PORT-AU-PRINCE, Haiti (Feb. 20, 2010) -- U.S. Special Operations servicemembers used their diverse backgrounds and skill sets to help a non-governmental organization deliver and set up nearly 100 tents for Haitian citizens living in a camp in Port-au-Prince.

The distribution was a joint operation between the 82nd Airborne Division, a U.S. Army Special Operations Command civil affairs team, and an NGO named Shelter Box, who provided the tents, which can house 3-6 people. Also included with the tents were blankets, a wood-burning stove, food, and a basic water purification system.

"Shelter Box and our team were able to distribute tents to most of the families that live here," said Capt. Mike, a U.S. Army civil affairs team leader. "We're making sure the ones we do have go to the neediest families first."

The captain explained that meant families with small children, the elderly and any other families that didn't have some kind of waterproofing, such as a large plastic tarp or tin roof.

An operation such as this, involving several dozen Soldiers and more than 100 Haitian citizens, was enhanced by the special skills and talents of U.S. Special Operations service members. For instance, Sgt. Nimchie, a member of the civil affairs information support team, is a native Creole speaker.

"Every time I speak to someone I hear, 'I knew you were one of us!' or 'Look, she even smiles like a Haitian," Sgt. Nimchie said.

Sgt. Nimchie, who was born in Haiti and moved to the U.S. at a young age, said she is honored and humbled to return to her birthplace to help displaced citizens.

"It really hits a chord with me, because this could have been me or my family," she said.

"I'm so fortunate for having grown up in the U.S., but I'm thankful I get to come back here to help in any way possible."

The ability to speak the language and understand the local culture are invaluable skills, and one Sgt. Nimchie said she gets plenty of opportunities to use during her current mission in Haiti.

"I'm able to speak to people to provide them with information and instructions during the distributions," she said. "People see me and recognize me as a Haitian, so it gets their attention. They feel comfortable talking to me, so I can find out their needs and relay them to the commander."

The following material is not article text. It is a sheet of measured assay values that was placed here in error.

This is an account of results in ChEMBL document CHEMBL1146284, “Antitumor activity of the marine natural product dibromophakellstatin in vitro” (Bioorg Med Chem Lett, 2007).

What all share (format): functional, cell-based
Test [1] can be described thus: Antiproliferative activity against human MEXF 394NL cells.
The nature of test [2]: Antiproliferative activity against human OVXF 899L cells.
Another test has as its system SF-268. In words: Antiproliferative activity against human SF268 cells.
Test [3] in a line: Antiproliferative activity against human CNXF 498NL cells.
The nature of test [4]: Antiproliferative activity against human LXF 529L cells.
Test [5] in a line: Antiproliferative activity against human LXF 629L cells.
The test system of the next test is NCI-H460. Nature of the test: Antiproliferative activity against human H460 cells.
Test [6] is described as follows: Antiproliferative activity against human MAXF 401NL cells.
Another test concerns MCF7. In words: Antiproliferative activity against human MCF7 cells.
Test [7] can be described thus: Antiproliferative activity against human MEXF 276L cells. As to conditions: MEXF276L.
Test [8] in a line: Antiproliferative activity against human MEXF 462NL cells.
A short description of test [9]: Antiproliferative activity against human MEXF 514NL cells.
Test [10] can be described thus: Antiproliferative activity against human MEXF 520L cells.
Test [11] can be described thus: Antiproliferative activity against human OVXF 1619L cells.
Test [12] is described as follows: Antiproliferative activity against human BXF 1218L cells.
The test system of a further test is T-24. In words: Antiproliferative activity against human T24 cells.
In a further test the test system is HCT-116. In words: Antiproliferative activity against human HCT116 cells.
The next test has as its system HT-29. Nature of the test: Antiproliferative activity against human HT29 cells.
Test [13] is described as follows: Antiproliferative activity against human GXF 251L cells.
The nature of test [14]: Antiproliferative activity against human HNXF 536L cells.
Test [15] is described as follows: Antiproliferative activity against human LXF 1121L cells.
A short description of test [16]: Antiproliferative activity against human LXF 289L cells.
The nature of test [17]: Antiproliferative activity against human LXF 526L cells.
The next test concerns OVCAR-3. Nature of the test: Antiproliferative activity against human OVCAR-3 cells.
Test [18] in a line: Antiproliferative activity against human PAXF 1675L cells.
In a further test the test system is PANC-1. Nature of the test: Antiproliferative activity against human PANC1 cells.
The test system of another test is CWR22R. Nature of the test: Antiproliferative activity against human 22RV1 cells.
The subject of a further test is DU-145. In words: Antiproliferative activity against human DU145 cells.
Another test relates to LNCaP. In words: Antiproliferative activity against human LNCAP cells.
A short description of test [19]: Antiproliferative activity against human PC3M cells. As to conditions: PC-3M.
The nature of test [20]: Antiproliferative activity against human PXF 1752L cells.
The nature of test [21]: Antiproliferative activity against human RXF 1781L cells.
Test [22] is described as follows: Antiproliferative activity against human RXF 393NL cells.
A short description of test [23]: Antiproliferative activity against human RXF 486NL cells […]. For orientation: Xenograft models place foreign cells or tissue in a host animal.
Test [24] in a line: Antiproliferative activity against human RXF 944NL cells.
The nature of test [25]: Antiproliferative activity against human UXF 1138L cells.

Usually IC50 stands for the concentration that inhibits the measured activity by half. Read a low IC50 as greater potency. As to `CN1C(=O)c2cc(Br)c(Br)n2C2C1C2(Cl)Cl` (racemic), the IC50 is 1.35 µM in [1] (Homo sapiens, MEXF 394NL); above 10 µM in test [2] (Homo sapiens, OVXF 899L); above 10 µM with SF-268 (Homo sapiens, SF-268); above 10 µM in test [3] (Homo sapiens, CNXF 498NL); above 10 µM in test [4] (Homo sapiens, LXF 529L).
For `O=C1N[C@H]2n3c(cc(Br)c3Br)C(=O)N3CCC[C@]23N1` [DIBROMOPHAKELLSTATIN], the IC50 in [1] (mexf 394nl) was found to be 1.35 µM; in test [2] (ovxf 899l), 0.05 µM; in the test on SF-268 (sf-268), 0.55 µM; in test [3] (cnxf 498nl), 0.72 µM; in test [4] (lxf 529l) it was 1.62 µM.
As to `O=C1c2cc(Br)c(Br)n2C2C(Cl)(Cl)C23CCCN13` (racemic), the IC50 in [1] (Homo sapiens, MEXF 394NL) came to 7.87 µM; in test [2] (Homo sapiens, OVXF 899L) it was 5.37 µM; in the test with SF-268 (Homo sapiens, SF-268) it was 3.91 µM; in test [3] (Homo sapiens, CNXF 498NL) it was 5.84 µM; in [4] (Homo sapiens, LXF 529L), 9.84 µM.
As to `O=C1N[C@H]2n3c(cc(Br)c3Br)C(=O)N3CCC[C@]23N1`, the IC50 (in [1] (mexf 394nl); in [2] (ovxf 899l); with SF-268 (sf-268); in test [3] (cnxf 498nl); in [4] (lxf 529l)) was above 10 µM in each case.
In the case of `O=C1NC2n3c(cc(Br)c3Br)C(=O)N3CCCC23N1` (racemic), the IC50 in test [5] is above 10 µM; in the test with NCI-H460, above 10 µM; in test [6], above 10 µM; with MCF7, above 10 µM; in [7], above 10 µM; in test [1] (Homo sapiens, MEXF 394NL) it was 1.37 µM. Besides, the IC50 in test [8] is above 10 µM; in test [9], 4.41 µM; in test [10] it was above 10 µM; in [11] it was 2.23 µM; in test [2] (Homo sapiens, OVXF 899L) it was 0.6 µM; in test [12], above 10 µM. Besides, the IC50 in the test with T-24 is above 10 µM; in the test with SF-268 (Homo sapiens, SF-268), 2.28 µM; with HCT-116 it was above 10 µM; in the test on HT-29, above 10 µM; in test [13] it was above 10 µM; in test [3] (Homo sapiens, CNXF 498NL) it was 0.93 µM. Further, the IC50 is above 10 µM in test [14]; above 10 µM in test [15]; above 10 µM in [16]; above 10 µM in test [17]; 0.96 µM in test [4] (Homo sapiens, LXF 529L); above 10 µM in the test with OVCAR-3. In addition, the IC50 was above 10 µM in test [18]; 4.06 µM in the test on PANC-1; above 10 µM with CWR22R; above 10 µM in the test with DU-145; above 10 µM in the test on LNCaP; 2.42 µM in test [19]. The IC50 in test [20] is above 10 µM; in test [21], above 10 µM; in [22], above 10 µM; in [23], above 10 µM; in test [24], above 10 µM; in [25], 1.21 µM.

Although she did provide some information to the members of the camp, most of the instructions were given to local citizens by a familiar face, the camp's chief, with Sgt. Nimchie in the background assisting him. By receiving directions from someone the people already knew and trusted, the distribution of the tents went orderly and without incident.

During the distribution, medical personnel from a Latin American NGO arrived to provide treatment to the camp's citizens. Staff Sgt. Hansel, the civil affairs team sergeant and a native of the Dominican Republic, used his Spanish language skills to coordinate operations between the NGOs and his team.

Growing up so close to Haiti, Staff Sgt. Hansel came back to Hispaniola with a working knowledge of the countries and cultures of the island nations.

"This is my island," he said. "I know its history and understand the culture."

By providing better shelter to the families in the camp, the civil affairs team helped shift some basic priorities for people in the camps, so that residents can receive other aid by NGOs in the future, such as the Latin American doctors. The doctors currently have a longer term plan for the camp, which includes providing daily visits to treat any illnesses or injuries, while other NGOs regularly supply the camp with food and clean water.

After several hours, the distribution was completed without complications. As the tents were passed out, and after a quick lesson by a few U.S. Soldiers, Haitians began setting up the shelters on their own.

The delivery of improved shelters allows for a smooth transition of aid distribution for people living in this Port-au-Prince camp, which is now very close to being turned over to NGOs for continued humanitarian assistance.